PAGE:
the wood to escape like latex will. The result can be peeling. I
also would never mix oil and latex coats on a job either. IMO, two
coats of the same product should have been used on this job.
I agree that the best thing to do now is figure out what was used if
you can. Then go to a good paint store and ask them for advice on how
to proceed. It sounds like the only logical approach is going to be to
remove what's there and start all over. If you're lucky and it's
really loose, most of it may come off with a pressure washer. You need
to be careful not to use too much pressure and screw up the wood
They used water base first, was it a clear sealer, could it be fine and
the oil did not adhere to it? Are there gaps in the wood to allow air
movement. It could be a reaction of the latex first coat and oil
topcoat that the oil did not bond. Find what they used and call the
company that made it. Im sure it wasnt a solid oil stain 2nd coat,
soild is paint without the hardner, solid might peel but transparent and
semi transparent I have never seen peel direct on wood . At least it
comes off easy. A product like Thompsons has wax and nothing will bond
to it. If the latex first coat had silicone or another water repellant
that could be the issue then you will need to wait till it weathers. I
think the 2 products were incompatible.
Thanks everybody for your input
To answer your q it is all the layers that is peeiling. It was a new deck so
no previous paint or stain. They washed it with some deck prep stuff prior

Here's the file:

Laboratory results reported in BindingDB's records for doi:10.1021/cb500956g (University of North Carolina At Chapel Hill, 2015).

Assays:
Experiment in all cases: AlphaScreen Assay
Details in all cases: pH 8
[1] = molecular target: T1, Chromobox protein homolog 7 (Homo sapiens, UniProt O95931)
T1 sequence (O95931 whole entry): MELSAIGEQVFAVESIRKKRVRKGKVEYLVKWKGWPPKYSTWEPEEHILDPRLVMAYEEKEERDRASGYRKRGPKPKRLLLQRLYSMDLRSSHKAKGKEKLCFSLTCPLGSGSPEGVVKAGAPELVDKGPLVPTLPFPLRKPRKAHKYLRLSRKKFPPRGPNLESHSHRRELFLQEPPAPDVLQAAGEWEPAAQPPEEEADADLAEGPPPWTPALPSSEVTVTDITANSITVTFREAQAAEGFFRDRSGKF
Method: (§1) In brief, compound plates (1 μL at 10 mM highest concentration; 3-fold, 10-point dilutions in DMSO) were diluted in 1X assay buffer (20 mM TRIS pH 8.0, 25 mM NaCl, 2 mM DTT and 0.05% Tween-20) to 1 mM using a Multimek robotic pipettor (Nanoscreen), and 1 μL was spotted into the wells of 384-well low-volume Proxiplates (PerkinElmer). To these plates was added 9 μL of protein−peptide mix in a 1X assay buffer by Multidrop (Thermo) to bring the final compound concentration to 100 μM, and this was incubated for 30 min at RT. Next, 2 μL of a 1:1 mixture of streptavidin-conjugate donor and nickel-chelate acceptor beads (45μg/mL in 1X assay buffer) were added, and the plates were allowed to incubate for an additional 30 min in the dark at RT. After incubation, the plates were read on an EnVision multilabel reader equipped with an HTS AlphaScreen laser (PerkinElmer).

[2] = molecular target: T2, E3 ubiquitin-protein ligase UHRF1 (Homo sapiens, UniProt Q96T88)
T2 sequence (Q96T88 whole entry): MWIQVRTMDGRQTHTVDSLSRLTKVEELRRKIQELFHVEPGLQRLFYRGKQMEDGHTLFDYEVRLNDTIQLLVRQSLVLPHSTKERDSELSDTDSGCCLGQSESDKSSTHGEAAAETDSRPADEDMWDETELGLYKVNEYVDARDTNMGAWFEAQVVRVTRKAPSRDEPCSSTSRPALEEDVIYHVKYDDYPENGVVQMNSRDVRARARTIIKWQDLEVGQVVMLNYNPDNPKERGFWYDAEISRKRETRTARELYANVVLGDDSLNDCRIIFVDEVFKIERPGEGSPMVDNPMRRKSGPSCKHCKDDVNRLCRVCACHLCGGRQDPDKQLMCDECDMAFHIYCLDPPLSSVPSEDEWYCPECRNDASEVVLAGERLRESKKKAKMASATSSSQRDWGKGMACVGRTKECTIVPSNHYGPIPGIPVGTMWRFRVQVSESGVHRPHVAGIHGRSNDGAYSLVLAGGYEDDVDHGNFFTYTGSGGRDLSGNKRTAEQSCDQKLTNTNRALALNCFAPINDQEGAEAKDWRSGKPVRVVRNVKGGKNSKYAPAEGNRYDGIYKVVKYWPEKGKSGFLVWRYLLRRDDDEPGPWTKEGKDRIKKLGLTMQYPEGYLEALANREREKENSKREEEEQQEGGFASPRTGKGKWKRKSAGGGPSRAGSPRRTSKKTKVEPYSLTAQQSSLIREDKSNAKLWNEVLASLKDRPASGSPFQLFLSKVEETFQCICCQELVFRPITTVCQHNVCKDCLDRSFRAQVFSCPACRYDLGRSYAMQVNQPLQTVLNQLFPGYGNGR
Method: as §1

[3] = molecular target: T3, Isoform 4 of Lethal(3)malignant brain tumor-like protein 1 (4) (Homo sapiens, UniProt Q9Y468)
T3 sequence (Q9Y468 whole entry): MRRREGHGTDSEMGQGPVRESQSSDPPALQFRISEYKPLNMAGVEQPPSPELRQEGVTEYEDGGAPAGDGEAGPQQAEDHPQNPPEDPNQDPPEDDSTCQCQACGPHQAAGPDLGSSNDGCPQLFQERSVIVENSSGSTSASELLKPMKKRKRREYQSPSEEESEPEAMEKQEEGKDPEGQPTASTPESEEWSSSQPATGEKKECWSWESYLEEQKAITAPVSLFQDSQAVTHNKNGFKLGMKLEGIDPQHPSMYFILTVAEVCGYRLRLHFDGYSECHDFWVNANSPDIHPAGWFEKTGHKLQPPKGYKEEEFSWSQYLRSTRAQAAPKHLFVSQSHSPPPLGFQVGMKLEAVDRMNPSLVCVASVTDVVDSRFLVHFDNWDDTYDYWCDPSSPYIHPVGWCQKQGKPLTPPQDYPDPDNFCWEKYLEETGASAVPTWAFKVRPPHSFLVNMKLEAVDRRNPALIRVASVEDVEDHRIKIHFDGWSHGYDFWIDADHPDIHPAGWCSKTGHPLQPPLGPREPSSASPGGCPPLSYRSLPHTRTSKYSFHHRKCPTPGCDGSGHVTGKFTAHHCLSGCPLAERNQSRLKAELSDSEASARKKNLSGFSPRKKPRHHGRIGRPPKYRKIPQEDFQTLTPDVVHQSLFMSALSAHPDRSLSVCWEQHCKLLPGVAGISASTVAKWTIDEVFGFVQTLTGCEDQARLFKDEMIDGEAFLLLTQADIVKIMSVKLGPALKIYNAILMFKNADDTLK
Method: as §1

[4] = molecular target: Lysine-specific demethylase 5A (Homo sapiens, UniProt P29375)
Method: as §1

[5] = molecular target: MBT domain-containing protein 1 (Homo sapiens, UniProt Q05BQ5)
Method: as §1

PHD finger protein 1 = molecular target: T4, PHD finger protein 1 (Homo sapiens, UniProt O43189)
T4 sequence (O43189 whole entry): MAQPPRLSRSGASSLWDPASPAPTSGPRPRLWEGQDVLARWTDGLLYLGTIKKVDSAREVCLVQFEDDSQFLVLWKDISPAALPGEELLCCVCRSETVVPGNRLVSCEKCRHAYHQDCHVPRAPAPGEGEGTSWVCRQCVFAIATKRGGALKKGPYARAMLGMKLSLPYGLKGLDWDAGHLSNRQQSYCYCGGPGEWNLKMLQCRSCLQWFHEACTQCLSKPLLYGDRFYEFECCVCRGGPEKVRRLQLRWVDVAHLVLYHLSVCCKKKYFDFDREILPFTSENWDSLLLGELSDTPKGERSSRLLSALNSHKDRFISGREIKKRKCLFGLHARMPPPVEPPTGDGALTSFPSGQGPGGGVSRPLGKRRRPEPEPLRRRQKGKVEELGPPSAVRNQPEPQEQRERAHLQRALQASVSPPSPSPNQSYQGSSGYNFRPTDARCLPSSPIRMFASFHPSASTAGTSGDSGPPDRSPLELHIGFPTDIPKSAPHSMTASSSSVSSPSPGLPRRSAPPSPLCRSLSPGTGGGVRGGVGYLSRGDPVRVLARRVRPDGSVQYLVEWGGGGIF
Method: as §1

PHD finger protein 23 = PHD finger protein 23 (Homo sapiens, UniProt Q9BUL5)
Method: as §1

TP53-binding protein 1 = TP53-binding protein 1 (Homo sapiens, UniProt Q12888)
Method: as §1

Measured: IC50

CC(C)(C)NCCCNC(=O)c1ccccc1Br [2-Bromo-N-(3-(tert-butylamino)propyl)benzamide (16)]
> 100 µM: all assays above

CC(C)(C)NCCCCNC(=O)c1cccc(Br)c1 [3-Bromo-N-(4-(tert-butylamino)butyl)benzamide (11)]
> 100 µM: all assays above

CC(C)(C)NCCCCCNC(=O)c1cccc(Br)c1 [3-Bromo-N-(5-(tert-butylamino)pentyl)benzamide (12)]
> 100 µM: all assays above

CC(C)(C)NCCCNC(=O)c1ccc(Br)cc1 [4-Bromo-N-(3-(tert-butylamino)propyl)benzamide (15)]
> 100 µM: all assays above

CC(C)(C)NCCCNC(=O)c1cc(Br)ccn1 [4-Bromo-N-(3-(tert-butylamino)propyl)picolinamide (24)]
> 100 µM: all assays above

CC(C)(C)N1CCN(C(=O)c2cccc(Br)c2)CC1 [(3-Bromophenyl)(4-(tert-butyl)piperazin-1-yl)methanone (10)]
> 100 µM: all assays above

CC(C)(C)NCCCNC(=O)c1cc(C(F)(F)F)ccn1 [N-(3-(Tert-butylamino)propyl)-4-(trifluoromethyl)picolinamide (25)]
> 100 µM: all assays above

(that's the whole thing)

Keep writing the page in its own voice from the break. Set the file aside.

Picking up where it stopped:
to application. It was applied in June when the weather was about 20C every
day so maybe this is the problem. I know it is going to be a redo job but
what do you thinkk about the impact of water under the deck. I am getting
some bro-in-law advice that the moisture under the deck is wicking into the
cedar, thus lifting the stain off as it tries to evaporate. Therefore the
advice is to seal the underside of these removable segments which makes the
job at least twice as difficult.
I had a soft spot for these guys as I used to do it also but neglected to
remember what a lousy painter I was in June compared to that September.
There is NO stain in the wood which is what blows me away. The underlying
wood looks as fresh as the day it was cut, not a trace of pigment. I don't
even need to pwoerwash to get it off, it is lifting off with a good brush of
When is the best time of year to stain? I thought the wood has to be dry?
Remember in the Pacific Northwest it is pretty rainy in the fall.